We cannot afford to just write this group of voters off as ignorant racists. We need to understand their pain, and find a way to communicate the liberal solutions to that pain. This does not mean pandering to racism and sexism. This is absolutely certain.  I do not want to negate or play down the real fear that this racism, sexism, homophobia, and violent rhetoric has caused. But we know that it is also human nature for a disenfranchised group to take out their frustrations on those in society who are even more vulnerable. So working class white men blame women, blame people of colour, blame Indigenous people. When you get right down the the bottom of vulnerability and disenfranchisement, you get lateral violence which is common in Indigenous communities (because Indigenous communities in US, Australia, Canada and New Zealand are the most poorly treated of all of our communities). Lateral violence is bullying and physical violence that occurs when a group acts out their experience in broader society and takes the same tactics within their own community as a way to try establish some sense of power and self autonomy. In no way I am excusing or justifying this behaviour- the sexism, the violence and the bullying we see from sections of the Trump voter base. I only mean to point out that it is tied up in the complexity of social and economic inequality that we are fighting against as liberally-minded citizens.

In the poignant novel Flight Behaviour, Barbara Kingsolver explores the connections between climate change, globalisation and the economic marginalisation of working class communities. It is well worth a read if you want to explore how our fight for a sustainable and just system is relevant to the pain of much of the Trump voter base. Many of the changes that we are fighting for in our economy will serve to reduce inequality and make more space for dignified and valued work for working class communities. We are fighting for the re-localisation of agriculture so that our food system will be more sustainable. This will create more local jobs. We are encouraging consumers to purchase good quality furniture, homewares and clothing and avoid cheap poor quality imports. This is creating more space for skilled local manufacturing.  We are fighting for better wages for working class jobs and better supports for the vulnerable and unemployed. This is essential for fighting some of the inequality that drives this disenfranchisement. We are fighting to redefine gender norms so that there is more space for women in the world of work, and there is more space for men in caring roles. This offers the opportunity men to break free from the restrictive ideas about masculinity, bread-winning and acceptable male work. But now it is clear that we need find a way to communicate this so that we can undermine the influence of the right wing elite on the disenfranchised.

Although I find most of Trump’s rhetoric abhorrent, there is one thing that I see value in. There is value in finding ways to support local manufacturing over cheap imports. A sustainable economy needs to reestablish the ability of our nations to make much of what we need locally. If we are the bridge the political divide we need to find these points of common ground. They might be few, but we need to recognise them and work with them.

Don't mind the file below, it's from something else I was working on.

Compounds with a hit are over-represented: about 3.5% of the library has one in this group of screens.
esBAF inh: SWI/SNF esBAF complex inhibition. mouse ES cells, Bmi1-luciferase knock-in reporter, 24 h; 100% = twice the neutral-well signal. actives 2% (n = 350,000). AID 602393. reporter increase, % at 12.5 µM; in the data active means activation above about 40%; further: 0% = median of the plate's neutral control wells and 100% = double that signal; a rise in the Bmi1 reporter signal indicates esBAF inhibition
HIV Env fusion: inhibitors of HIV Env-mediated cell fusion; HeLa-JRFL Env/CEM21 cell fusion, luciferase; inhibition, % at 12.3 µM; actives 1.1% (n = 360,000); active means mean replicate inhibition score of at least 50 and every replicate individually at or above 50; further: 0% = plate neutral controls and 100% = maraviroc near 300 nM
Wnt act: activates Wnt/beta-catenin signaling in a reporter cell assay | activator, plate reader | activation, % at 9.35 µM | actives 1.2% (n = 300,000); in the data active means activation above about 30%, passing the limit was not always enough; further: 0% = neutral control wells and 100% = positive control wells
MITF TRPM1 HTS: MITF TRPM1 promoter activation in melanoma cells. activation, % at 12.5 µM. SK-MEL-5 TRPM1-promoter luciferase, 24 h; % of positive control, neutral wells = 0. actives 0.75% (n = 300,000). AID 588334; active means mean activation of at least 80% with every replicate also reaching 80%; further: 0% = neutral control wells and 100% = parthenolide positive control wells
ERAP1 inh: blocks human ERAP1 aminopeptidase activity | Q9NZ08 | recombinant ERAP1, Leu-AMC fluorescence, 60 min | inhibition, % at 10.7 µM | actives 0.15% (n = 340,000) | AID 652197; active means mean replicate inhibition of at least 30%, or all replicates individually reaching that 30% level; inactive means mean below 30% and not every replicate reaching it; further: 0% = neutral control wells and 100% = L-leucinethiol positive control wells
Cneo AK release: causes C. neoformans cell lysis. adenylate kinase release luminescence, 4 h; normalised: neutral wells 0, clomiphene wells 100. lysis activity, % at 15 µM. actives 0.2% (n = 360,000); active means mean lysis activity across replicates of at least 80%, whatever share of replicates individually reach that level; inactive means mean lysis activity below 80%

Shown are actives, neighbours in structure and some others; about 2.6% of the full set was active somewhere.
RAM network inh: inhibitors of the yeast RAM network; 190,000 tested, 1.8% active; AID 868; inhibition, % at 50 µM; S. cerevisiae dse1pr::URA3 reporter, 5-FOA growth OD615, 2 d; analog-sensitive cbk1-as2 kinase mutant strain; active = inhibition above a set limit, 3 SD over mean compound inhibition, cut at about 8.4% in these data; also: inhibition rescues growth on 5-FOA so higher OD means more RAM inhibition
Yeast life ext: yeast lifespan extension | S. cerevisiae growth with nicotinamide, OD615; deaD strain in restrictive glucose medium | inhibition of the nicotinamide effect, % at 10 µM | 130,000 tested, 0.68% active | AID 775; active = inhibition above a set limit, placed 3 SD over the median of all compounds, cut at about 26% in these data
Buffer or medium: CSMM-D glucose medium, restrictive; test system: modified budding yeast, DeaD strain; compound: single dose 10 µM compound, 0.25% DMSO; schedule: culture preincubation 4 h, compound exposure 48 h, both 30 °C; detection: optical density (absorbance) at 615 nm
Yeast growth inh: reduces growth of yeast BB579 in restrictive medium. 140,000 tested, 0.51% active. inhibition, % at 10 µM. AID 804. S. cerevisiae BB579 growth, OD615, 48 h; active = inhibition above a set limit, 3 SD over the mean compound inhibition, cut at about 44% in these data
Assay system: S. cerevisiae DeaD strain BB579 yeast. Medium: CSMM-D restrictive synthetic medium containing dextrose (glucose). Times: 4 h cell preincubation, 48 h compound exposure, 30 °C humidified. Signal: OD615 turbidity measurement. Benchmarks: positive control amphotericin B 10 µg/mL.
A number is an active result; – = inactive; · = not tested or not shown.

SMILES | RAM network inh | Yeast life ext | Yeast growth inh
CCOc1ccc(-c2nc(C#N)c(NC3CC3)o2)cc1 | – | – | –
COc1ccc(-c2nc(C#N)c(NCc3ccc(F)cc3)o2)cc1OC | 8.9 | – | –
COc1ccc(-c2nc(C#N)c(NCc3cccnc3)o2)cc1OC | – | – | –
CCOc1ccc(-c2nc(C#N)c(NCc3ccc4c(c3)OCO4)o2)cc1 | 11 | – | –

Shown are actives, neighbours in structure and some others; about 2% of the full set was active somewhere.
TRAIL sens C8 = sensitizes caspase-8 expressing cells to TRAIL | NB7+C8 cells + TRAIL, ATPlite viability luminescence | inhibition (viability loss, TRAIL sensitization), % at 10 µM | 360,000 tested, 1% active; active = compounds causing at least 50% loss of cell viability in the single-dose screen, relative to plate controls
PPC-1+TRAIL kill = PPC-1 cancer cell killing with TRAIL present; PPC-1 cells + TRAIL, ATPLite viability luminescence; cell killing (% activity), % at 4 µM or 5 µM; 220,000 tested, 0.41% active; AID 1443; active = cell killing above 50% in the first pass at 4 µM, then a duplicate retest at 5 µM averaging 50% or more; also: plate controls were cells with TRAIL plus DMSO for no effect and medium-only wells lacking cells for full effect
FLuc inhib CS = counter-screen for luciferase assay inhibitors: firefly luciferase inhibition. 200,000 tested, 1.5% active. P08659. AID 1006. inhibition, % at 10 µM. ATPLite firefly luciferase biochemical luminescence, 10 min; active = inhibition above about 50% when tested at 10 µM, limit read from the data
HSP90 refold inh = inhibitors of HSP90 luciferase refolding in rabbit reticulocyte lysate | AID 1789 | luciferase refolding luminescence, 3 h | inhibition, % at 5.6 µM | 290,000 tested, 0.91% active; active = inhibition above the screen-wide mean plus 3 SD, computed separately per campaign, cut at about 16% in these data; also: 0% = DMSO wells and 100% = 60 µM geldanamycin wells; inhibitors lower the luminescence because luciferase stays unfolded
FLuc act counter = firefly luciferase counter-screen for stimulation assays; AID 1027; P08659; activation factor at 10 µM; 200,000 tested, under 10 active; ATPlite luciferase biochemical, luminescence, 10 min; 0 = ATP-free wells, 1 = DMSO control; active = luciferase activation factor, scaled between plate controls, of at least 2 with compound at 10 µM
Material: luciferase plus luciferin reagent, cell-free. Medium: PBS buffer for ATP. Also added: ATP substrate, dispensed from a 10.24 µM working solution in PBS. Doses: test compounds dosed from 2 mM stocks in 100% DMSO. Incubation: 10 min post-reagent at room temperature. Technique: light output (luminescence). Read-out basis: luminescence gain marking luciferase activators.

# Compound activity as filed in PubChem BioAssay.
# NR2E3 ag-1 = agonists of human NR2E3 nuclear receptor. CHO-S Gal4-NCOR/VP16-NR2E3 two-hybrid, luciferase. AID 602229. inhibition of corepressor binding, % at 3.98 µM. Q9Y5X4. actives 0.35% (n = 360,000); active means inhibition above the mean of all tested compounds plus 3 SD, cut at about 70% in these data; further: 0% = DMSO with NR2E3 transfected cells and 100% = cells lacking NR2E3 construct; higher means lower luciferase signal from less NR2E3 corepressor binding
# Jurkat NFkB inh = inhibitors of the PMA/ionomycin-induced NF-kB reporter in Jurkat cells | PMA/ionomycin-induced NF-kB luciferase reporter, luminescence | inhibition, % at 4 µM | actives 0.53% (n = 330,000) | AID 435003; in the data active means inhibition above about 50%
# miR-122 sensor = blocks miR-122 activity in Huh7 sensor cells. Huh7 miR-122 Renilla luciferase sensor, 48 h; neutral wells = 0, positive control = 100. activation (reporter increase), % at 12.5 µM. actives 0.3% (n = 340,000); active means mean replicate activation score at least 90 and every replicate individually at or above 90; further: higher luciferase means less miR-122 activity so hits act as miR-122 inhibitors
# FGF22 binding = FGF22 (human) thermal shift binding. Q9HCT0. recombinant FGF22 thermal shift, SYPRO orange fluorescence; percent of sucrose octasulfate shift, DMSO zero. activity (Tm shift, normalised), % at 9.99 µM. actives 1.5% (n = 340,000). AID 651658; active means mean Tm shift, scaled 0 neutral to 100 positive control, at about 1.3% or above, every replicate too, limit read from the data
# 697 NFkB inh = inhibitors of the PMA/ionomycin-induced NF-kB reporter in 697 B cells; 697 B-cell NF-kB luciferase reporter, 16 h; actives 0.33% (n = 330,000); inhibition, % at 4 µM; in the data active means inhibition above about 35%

Unless we find way to connect with the marginalised white working class, extreme elements in our nations are going to continue to tap into thier disconnect and channel it for destructive means. Every nation is capable of descending into horror. Simillarly, unless we address the disenfranchisement of some young muslim men, we will continue to see extreme Islamic groups hold sway. We cannot continue to ignore the disenfranchisement that extreme elements are tapping into. We cannot overcome climate change with divisive politics. But at the same time, we need to find a way to bring the disenfranchised away from divisive conservatism. We need to work out how we bring people together for the common good. I don’t have the answer to that. But I am going to keep trying. Hope and connection is the only way we can make the positive global transformation that we are fighting for.

If you see value in this message, please share this post with your community too.

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Photo By: By Michael Vadon - Own work, CC BY-SA 4.0, https://commons.wikimedia.org/w/index.php?curid=41703476
  • Melissa Keyser

    Great read, I love hearing the perspective from someone outside of the US. I’m also very glad that you recognize there is a whole population of us here in the States that do NOT agree with his views!

    • http://www.tortoiseandladygrey.com Summer Edwards

      Thanks Melissa. I really appreciate hearing your thoughts. Trump’s rise is certainly not alone. We have seen the rise of similar right-wing nationalist ideologues across the world, and they have just as much potential to lead into horror as past regimes have across the world. The us and them mentality is very dangerous, and we really should be worried about it. Frankly, our government is Australia is hardly better. They hide behind more respectable demeanour, and they censor their public comments. But they are working for many of the same dangerous ideologies as Trump.

      But their is strength behind the progressive movements as well, and as we saw in Canada, they have just as much potential to sweep to power and transform.

      The climate crisis is putting pressure on our societies, and we have two choices. To divide and fall apart, or to come together and transform. In my own life I know that our challenges are our biggest opportunities for growth. I believe in the potential in human nature to come together, and I am here in solidarity with you guys in the US, as many of us are around the world.

  • Anna Bassano

    I agree, I live in Belgium and I’m observing the rise of populism in Europe too. I fear it. You say that Trump would like to improve local manufacturing; I wish him to be able to do that, but he has to fight against a widespread mass consumption. Regarding the other points, we are surely not in good hands, especially for social and environmental urgencies.